Poison Center releases warnings about Summer Hazards

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ILLINOIS – The Illinois Poison Center (IPC) is providing tips for the public on how to stay safe as Memorial Day kicks off the summer, and with it, hazards.

According to IPC, its staff sees a 10 to 20% increase in call volume every summer compared to the rest of the year.

IPC Medical Director Michael Wahl, MD, says the risk of poisoning increases during the summer months, along with unsafe handling of food, insect bites and exposure to chemicals used in everything from grilling to swimming pools.

“But poisonings are preventable. When the necessary safety precautions are taken, we can all enjoy the season and stay in good health,” Wahl adds.

The IPC has plenty of tips to help Illinois residents enjoy summer safely, wherever they and their families choose to spend it.

At the picnic table:

  • If grilling, pack extra clean plates to avoid cross-contamination of raw and cooked foods
  • Cook food as close to serving time as possible to avoid bacterial growth
  • Refrigerate food within two hours of cooking–if you are unsure how long an item has been out, play it safe and throw it away
  • Keep coolers in the shade and out of the hot car or trunk

In the garage:

  • Keep children away from products like hydrocarbons (charcoal lighter fluid, gasoline, kerosene, turpentine and paint thinner, tiki torch oil and other similar products), which can cause severe lung damage and death if inhaled into the lungs
  • Be careful when using oven cleaners, grill cleaners, drain cleaners, brick/concrete cleaners and rust removing solutions, which contain substances that can cause chemical burns
  • Keep products in their original containers, especially products like windshield washer fluid, gasoline additives, radiator antifreeze and brake fluid, which can contain methanol, ethylene glycol and diethylene glycols that can cause blindness, renal failure, kidney failure or even death if ingested by children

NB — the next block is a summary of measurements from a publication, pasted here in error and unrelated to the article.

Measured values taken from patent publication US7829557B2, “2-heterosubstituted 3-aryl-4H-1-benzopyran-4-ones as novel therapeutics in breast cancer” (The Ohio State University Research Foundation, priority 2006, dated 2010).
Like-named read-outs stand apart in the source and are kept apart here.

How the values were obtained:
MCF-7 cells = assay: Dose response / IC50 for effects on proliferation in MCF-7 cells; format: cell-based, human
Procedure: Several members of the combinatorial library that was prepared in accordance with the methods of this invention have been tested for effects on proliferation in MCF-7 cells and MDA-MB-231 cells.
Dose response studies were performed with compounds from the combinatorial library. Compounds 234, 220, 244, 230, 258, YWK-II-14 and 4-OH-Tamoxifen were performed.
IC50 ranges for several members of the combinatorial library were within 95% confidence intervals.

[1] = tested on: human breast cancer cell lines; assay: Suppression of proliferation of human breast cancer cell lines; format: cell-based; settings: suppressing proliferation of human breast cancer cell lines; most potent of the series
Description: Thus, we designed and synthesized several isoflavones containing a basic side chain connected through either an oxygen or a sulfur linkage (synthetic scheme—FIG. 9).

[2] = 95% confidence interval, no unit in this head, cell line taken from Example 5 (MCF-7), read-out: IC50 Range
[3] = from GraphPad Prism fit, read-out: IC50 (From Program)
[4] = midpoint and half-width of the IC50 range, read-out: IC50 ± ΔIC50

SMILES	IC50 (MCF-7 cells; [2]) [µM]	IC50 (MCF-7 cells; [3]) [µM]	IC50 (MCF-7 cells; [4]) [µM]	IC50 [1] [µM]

At the pool:

  • Because chlorine fumes are a significant respiratory irritant, open and use all pool chemicals in a very well-ventilated area, and wear eye and skin protection
  • Never sniff a chemical to see how potent it is or mix chemicals unless specifically directed by product labels


  • Wear clothing that will cover as much exposed skin as possible in order to protect from insect bites and stings, and plant poisonings, like poison ivy
  • Teach children not to touch or put mushrooms, berries or any part of a plant in their mouths
  • Sunscreen and bug repellants are crucial summertime staples, but they may contain chemicals that can be harmful, so read all labels and apply according to the directions
  • Wash hands immediately after applying sunscreen and bug repellants

More summertime safety tips and resources from the IPC can be found here.

Residents with questions can also contact IPC experts 24 hours a day, 365 days a year, including holidays. That number is 1-800-222-1222. Additional information can also be found on IPC’s website.

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